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Atlantic Union College, a Seventh-day Adventist institution, exists primarily to prepare its students for lives of service within the church and in the wider community by providing them with an education founded upon the historic tenets of the Christian faith. Among our objectives are:

  • To equip individuals with the ability to think logically and creatively, and with advanced knowledge of a particular field of study, preparing them to enter the work force or to pursue further study in graduate or professional school.
  • To produce ethically and morally responsible individuals who have the ability to live with and respond to other human beings with respect, integrity, and compassion.
  • To provide an educational environment in which the historic claims of the Christian faith and the pursuit of current academic knowledge are integrated across the curriculum; where attitudes, values and goals can be examined in the light of Christian faith and expanded knowledge.

Therefore, adherence to the Code of Moral and Academic Integrity ensures that fairness, justice, and truth will shape all our academic endeavors.

Joint Obligation to Report Academic Dishonesty

Although the primary responsibility for maintaining moral and academic integrity in their work rests with students, these standards can only be achieved if all members of the College community work effectively together. Academic dishonesty diminishes the individual's character, the worth of a grade, and the credibility of a diploma. Ultimately, this erodes the reputation of the academic institution.

Definitions (with Clarifications) of Academic Dishonesty

Academic dishonesty may range from an incident which appears minor (e.g. copying a onepoint answer on a quiz) to a major act of plagiarism (e.g. downloading a research paper from the Internet). Academic dishonesty includes, but is not limited to, the following acts:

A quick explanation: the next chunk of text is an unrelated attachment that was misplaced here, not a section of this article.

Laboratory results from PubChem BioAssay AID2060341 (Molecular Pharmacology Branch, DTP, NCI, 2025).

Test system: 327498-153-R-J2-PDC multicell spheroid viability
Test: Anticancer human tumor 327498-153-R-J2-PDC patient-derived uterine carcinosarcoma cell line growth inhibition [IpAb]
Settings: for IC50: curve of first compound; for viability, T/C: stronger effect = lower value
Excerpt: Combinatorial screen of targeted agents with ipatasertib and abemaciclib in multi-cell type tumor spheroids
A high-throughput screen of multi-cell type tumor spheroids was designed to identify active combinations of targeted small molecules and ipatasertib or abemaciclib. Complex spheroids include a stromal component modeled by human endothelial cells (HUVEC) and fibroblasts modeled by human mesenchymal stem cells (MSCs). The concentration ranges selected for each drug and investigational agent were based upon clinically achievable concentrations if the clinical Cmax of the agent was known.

Cheating{expander}

: Intentional use of material or information not your own.

  • copying answers from another student's work
  • using any form of “cheat sheet” (e.g. written notes, memory calculators)
  • submission of papers written by another, purchased or procured from any source
  • turning in another's work as your own on homework or lab assignments
  • submitting work done for prior courses without instructor's permission

 

Fabrication{expander}

: Intentional invention of material for purposes of deception.

  • creating false data for surveys, lab experiments, etc.
  • inventing sources for citations in research

Facilitation{expander}

: Intentionally or knowingly collaborating with another to violate any provision of this Code.

  • allowing another student to copy homework or answers on quizzes or exams
  • passing test information or answers to another student who will take the same test

Plagiarism{expander}

: Intentionally or knowingly presenting as your own the concepts, ideas, creations, designs, or words of another.

  • improper use of or omission of quotation marks and citations
  • failure to provide citations for any borrowed materials, including paraphrased material

Consequences of Academic Dishonesty

Any student caught engaged in intentional academic dishonesty will receive an F in the course involved. Students may appeal to the Academic Integrity Review Board.

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